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USCIS Reaches H-2B Cap for First Half of FY 2023

U.S. businesses use the H-2B program to employ foreign workers for temporary nonagricultural jobs.

U.S. Citizenship and Immigration Services has received enough petitions to reach the congressionally mandated cap on H-2B visas for temporary nonagricultural workers for the first half of fiscal year (FY) 2023. Sept. 12, 2022 was the final receipt date for new cap-subject H-2B worker petitions requesting an employment start date before April 1, 2023. USCIS will reject new cap-subject H-2B petitions received after Sept. 12, 2022 that request an employment start date before April 1, 2023.

USCIS continues to accept H-2B petitions that are exempt from the congressionally mandated cap. This includes petitions for:

  • Current H-2B workers in the United States who extend their stay, change employers, or change the terms and conditions of their employment;
  • Fish roe processors, fish roe technicians, and/or supervisors of fish roe processing; and
  • Workers performing labor or services in the Commonwealth of Northern Mariana Islands and/or Guam from Nov. 28, 2009, until Dec. 31, 2029.

U.S. businesses use the H-2B program to employ foreign workers for temporary nonagricultural jobs. Currently, Congress has set the H-2B cap at 66,000 per fiscal year, with 33,000 for workers who begin employment in the first half of the fiscal year (Oct. 1 – March 31) and 33,000 (plus any unused numbers from the first half of the fiscal year) for workers who begin employment in the second half of the fiscal year (April 1 – Sept. 30).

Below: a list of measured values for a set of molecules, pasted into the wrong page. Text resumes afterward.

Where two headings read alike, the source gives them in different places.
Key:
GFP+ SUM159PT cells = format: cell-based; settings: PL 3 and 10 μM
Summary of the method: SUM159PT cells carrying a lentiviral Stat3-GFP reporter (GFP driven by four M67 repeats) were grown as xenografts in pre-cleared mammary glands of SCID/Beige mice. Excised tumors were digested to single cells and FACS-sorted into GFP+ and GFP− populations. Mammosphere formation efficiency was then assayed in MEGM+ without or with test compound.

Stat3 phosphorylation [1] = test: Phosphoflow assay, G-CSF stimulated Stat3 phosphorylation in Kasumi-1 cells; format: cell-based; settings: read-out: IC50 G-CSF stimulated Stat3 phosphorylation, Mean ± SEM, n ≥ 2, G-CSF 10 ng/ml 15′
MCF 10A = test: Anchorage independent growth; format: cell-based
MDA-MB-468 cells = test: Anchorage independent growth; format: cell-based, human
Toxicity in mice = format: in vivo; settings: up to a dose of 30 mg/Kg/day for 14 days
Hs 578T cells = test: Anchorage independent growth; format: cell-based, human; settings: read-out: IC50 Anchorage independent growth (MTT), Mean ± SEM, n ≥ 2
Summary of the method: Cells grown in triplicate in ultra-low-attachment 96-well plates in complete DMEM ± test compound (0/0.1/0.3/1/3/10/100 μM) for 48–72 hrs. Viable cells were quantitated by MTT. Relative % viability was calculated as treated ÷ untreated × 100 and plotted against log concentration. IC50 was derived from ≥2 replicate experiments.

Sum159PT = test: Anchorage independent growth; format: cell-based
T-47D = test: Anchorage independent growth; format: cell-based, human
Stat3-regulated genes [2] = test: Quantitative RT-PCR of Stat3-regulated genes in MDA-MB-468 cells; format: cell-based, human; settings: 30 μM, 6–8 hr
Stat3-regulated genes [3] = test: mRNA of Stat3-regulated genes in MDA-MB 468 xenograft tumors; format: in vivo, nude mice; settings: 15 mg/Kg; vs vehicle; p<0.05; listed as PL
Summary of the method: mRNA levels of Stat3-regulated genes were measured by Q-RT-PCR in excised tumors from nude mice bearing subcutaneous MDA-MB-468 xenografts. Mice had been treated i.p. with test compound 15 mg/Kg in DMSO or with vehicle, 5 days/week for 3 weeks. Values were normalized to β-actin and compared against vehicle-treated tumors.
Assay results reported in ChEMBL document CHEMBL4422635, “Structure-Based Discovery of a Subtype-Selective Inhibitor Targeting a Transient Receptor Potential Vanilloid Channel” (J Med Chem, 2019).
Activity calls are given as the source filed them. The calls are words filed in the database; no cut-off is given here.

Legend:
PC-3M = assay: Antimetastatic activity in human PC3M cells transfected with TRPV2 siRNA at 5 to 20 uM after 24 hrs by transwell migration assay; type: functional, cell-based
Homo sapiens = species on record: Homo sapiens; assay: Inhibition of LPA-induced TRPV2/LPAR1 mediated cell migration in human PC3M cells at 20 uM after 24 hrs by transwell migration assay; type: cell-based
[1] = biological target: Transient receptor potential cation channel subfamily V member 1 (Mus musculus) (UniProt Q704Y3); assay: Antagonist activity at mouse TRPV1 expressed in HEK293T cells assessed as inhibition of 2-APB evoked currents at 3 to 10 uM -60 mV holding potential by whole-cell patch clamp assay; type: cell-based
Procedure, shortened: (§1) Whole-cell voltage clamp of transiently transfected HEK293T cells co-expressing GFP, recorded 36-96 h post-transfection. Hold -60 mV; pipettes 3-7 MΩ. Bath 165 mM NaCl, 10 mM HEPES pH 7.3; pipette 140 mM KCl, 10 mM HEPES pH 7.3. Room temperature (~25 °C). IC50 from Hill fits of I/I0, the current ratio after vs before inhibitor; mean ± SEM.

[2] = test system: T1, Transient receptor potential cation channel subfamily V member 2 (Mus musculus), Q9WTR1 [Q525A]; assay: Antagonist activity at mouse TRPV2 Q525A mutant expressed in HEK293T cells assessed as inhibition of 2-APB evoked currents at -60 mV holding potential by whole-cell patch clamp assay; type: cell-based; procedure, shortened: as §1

For more information, visit the Cap Count for H-2B Nonimmigrants page.

Read more at USCIS

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The Government Technology & Services Coalition's Homeland Security Today (HSToday) is the premier news and information resource for the homeland security community, dedicated to elevating the discussions and insights that can support a safe and secure nation. A non-profit magazine and media platform, HSToday provides readers with the whole story, placing facts and comments in context to inform debate and drive realistic solutions to some of the nation’s most vexing security challenges.

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